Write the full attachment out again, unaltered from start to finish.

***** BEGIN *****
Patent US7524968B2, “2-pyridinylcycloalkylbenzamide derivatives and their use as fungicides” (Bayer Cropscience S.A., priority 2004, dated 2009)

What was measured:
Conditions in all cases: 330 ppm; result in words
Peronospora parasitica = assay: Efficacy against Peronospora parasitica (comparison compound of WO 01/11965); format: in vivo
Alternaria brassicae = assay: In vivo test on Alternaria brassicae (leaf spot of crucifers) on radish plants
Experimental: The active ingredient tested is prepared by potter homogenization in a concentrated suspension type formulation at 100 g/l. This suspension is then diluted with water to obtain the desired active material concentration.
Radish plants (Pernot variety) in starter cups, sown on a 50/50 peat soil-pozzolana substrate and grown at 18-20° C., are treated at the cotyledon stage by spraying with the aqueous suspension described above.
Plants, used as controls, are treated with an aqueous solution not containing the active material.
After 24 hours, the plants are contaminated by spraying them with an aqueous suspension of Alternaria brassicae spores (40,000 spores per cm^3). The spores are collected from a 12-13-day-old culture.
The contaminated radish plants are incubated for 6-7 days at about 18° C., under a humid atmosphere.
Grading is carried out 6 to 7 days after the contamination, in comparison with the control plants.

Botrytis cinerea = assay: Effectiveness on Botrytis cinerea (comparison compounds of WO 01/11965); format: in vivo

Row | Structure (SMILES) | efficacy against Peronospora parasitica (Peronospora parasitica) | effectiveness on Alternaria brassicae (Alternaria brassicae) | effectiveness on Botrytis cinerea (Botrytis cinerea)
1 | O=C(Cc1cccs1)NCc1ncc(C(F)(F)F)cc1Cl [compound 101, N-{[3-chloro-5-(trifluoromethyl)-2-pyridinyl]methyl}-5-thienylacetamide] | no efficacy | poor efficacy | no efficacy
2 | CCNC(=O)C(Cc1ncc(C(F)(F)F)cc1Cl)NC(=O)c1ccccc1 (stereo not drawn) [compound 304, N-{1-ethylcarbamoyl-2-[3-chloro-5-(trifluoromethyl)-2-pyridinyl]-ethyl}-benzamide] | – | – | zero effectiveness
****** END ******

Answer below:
Patent US7524968B2, “2-pyridinylcycloalkylbenzamide derivatives and their use as fungicides” (Bayer Cropscience S.A., priority 2004, dated 2009)

What was measured:
Conditions in all cases: 330 ppm; result in words
Peronospora parasitica = assay: Efficacy against Peronospora parasitica (comparison compound of WO 01/11965); format: in vivo
Alternaria brassicae = assay: In vivo test on Alternaria brassicae (leaf spot of crucifers) on radish plants
Experimental: The active ingredient tested is prepared by potter homogenization in a concentrated suspension type formulation at 100 g/l. This suspension is then diluted with water to obtain the desired active material concentration.
Radish plants (Pernot variety) in starter cups, sown on a 50/50 peat soil-pozzolana substrate and grown at 18-20° C., are treated at the cotyledon stage by spraying with the aqueous suspension described above.
Plants, used as controls, are treated with an aqueous solution not containing the active material.
After 24 hours, the plants are contaminated by spraying them with an aqueous suspension of Alternaria brassicae spores (40,000 spores per cm^3). The spores are collected from a 12-13-day-old culture.
The contaminated radish plants are incubated for 6-7 days at about 18° C., under a humid atmosphere.
Grading is carried out 6 to 7 days after the contamination, in comparison with the control plants.

Botrytis cinerea = assay: Effectiveness on Botrytis cinerea (comparison compounds of WO 01/11965); format: in vivo

Row | Structure (SMILES) | efficacy against Peronospora parasitica (Peronospora parasitica) | effectiveness on Alternaria brassicae (Alternaria brassicae) | effectiveness on Botrytis cinerea (Botrytis cinerea)
1 | O=C(Cc1cccs1)NCc1ncc(C(F)(F)F)cc1Cl [compound 101, N-{[3-chloro-5-(trifluoromethyl)-2-pyridinyl]methyl}-5-thienylacetamide] | no efficacy | poor efficacy | no efficacy
2 | CCNC(=O)C(Cc1ncc(C(F)(F)F)cc1Cl)NC(=O)c1ccccc1 (stereo not drawn) [compound 304, N-{1-ethylcarbamoyl-2-[3-chloro-5-(trifluoromethyl)-2-pyridinyl]-ethyl}-benzamide] | – | – | zero effectiveness